But despite the evacuation at around 2 this morning, Mr. Khatib says he sees Bab Al-Shams – named after a Lebanese novel about the yearning of Palestinians for a state of their own – as a success.

“The tents are still there,” he says, adding that a powerful message has been conveyed to the international community. “This shows the reality of the occupation forces, how they deal with [protests], how they use violence.”

You've read  of  free articles. Subscribe to continue.
Real news can be honest, hopeful, credible, constructive.
What is the Monitor difference? Tackling the tough headlines – with humanity. Listening to sources – with respect. Seeing the story that others are missing by reporting what so often gets overlooked: the values that connect us. That’s Monitor reporting – news that changes how you see the world.

Dear Reader,

About a year ago, I happened upon this statement about the Monitor in the Harvard Business Review – under the charming heading of “do things that don’t interest you”:

“Many things that end up” being meaningful, writes social scientist Joseph Grenny, “have come from conference workshops, articles, or online videos that began as a chore and ended with an insight. My work in Kenya, for example, was heavily influenced by a Christian Science Monitor article I had forced myself to read 10 years earlier. Sometimes, we call things ‘boring’ simply because they lie outside the box we are currently in.”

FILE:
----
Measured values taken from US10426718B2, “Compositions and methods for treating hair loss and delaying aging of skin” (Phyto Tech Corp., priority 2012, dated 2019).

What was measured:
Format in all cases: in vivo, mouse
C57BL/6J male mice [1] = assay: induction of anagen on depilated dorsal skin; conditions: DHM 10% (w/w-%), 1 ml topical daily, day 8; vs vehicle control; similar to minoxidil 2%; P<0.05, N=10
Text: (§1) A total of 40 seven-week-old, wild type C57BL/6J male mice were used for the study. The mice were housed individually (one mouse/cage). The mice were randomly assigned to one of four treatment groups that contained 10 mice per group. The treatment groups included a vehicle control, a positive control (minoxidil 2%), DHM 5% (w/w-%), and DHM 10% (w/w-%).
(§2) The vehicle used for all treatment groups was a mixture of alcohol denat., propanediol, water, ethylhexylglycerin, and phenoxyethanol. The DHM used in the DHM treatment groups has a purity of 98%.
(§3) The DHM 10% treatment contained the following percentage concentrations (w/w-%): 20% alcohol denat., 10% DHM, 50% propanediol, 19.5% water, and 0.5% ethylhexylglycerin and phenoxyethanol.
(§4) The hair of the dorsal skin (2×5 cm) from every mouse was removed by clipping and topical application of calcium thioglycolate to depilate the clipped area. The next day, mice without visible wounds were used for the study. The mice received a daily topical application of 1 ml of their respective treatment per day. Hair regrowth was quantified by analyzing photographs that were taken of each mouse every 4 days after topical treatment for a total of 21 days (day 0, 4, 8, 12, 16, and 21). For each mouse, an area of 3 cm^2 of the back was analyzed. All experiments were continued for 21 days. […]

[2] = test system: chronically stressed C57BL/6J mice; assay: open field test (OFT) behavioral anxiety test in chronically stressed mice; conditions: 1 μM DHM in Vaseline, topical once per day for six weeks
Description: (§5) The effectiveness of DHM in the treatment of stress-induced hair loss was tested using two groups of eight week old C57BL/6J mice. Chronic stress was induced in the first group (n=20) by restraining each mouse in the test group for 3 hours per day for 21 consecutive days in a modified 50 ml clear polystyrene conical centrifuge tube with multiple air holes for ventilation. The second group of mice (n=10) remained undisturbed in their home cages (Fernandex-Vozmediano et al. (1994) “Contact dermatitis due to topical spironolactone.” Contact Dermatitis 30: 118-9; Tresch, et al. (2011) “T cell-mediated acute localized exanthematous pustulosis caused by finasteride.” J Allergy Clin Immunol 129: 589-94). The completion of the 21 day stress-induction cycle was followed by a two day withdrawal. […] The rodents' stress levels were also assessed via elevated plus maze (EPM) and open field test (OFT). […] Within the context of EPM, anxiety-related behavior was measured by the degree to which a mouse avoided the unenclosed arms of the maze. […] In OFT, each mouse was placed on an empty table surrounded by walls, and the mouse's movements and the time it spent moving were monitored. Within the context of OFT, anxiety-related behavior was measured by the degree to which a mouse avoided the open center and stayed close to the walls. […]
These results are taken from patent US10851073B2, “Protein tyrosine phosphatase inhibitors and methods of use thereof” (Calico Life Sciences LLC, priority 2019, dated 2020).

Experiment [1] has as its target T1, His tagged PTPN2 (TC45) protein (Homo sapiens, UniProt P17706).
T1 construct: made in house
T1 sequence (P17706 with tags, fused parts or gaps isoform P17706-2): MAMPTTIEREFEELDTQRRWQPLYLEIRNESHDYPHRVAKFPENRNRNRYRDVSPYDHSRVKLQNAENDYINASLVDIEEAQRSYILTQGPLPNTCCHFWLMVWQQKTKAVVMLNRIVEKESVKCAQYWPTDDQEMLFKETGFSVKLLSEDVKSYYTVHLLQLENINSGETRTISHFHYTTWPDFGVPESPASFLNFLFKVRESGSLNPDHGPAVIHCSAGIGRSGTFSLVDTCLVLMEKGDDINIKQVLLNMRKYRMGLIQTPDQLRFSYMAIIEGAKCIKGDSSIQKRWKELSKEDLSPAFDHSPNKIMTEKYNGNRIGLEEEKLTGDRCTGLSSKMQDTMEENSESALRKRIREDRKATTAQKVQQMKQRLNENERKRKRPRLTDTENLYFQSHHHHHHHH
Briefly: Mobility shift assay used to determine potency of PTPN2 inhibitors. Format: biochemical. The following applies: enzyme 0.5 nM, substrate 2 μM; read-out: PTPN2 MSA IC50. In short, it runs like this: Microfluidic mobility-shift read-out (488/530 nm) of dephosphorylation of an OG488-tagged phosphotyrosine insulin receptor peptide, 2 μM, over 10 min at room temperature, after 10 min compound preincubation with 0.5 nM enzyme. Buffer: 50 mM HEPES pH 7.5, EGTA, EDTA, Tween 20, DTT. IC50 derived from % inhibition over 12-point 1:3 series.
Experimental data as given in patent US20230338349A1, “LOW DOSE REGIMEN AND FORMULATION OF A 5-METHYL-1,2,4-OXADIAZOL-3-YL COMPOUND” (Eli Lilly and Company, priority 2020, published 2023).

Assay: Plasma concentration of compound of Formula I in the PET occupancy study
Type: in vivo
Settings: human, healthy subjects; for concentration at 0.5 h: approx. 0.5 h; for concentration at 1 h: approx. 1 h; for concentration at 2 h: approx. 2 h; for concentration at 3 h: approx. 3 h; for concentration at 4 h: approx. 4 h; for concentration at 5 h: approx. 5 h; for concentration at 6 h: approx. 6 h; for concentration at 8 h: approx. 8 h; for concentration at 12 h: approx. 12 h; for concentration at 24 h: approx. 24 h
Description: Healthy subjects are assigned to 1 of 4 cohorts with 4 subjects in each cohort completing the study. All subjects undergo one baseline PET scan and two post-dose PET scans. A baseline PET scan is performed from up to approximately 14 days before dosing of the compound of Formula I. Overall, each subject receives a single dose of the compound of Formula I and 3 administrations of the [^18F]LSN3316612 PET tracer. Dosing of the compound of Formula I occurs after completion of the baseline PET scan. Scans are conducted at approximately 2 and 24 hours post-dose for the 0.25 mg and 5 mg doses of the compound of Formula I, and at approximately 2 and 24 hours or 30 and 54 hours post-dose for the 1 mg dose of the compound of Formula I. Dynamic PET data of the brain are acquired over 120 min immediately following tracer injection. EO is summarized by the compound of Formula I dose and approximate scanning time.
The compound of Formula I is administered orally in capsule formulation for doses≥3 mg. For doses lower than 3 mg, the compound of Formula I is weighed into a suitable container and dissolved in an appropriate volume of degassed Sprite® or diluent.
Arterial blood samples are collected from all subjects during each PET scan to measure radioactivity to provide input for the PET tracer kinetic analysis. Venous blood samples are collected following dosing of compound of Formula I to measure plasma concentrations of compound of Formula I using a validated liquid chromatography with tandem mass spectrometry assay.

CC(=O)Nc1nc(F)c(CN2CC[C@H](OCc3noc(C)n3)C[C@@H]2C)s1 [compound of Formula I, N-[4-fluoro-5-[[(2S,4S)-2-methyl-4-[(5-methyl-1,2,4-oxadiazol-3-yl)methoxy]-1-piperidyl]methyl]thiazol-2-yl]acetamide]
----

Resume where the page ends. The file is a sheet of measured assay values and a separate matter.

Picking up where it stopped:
If you were to come up with a punchline to a joke about the Monitor, that would probably be it. We’re seen as being global, fair, insightful, and perhaps a bit too earnest. We’re the bran muffin of journalism.

But you know what? We change lives. And I’m going to argue that we change lives precisely because we force open that too-small box that most human beings think they live in.

The Monitor is a peculiar little publication that’s hard for the world to figure out. We’re run by a church, but we’re not only for church members and we’re not about converting people. We’re known as being fair even as the world becomes as polarized as at any time since the newspaper’s founding in 1908.

We have a mission beyond circulation, we want to bridge divides. We’re about kicking down the door of thought everywhere and saying, “You are bigger and more capable than you realize. And we can prove it.”

If you’re looking for bran muffin journalism, you can subscribe to the Monitor for $15. You’ll get the Monitor Weekly magazine, the Monitor Daily email, and unlimited access to

QR Code to Israel removes Palestinian protest settlement
Read this article in
QR Code to Subscription page
Start your subscription today